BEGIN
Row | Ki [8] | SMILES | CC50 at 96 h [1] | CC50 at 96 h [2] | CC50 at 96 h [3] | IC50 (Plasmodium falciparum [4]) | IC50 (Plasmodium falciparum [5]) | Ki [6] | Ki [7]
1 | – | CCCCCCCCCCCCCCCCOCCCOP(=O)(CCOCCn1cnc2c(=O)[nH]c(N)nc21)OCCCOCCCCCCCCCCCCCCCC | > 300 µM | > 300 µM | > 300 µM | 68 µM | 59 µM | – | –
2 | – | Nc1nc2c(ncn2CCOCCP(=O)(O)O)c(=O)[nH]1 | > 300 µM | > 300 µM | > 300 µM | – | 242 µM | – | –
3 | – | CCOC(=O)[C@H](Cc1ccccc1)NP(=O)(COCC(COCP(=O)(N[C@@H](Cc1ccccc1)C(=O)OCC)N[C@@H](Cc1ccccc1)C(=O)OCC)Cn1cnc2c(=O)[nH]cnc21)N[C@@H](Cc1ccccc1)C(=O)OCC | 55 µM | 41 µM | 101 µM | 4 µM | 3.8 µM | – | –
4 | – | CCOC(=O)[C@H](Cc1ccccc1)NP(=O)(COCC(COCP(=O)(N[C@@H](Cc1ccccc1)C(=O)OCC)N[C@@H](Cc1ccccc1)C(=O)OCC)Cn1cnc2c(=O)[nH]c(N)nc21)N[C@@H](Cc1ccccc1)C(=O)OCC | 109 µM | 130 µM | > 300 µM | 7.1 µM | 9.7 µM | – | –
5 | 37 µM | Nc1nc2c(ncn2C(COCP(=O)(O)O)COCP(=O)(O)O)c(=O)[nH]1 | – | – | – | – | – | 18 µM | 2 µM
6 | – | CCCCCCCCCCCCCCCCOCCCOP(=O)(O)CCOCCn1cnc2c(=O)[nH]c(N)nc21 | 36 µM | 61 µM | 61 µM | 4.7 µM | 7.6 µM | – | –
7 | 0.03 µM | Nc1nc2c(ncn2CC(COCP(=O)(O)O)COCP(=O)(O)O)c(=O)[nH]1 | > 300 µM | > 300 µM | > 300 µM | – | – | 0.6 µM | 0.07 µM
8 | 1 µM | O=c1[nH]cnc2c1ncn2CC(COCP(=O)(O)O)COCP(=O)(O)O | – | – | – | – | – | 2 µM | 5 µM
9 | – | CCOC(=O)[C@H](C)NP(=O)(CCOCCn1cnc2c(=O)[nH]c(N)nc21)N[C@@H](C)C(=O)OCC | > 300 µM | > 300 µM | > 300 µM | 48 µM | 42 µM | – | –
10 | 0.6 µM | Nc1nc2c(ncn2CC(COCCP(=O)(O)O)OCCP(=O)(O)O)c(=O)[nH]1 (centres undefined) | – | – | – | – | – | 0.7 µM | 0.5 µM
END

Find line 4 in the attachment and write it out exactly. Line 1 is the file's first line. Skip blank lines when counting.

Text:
3 | – | CCOC(=O)[C@H](Cc1ccccc1)NP(=O)(COCC(COCP(=O)(N[C@@H](Cc1ccccc1)C(=O)OCC)N[C@@H](Cc1ccccc1)C(=O)OCC)Cn1cnc2c(=O)[nH]cnc21)N[C@@H](Cc1ccccc1)C(=O)OCC | 55 µM | 41 µM | 101 µM | 4 µM | 3.8 µM | – | –